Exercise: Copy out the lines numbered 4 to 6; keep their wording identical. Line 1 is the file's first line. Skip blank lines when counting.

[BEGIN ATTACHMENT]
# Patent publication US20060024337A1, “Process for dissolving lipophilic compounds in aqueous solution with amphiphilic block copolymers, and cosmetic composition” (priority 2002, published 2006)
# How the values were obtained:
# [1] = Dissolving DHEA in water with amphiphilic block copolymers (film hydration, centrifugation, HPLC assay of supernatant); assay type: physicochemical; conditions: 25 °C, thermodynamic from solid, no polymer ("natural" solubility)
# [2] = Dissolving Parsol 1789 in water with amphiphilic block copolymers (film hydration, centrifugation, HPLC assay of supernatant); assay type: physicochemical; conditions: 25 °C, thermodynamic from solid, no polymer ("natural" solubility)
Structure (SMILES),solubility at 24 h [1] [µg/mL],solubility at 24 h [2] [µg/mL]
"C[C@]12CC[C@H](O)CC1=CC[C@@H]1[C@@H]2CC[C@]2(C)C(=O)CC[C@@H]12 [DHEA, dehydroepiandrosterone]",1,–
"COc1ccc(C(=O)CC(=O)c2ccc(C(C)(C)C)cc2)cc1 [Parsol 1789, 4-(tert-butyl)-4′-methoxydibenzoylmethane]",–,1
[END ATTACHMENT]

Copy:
# [2] = Dissolving Parsol 1789 in water with amphiphilic block copolymers (film hydration, centrifugation, HPLC assay of supernatant); assay type: physicochemical; conditions: 25 °C, thermodynamic from solid, no polymer ("natural" solubility)
Structure (SMILES),solubility at 24 h [1] [µg/mL],solubility at 24 h [2] [µg/mL]
"C[C@]12CC[C@H](O)CC1=CC[C@@H]1[C@@H]2CC[C@]2(C)C(=O)CC[C@@H]12 [DHEA, dehydroepiandrosterone]",1,–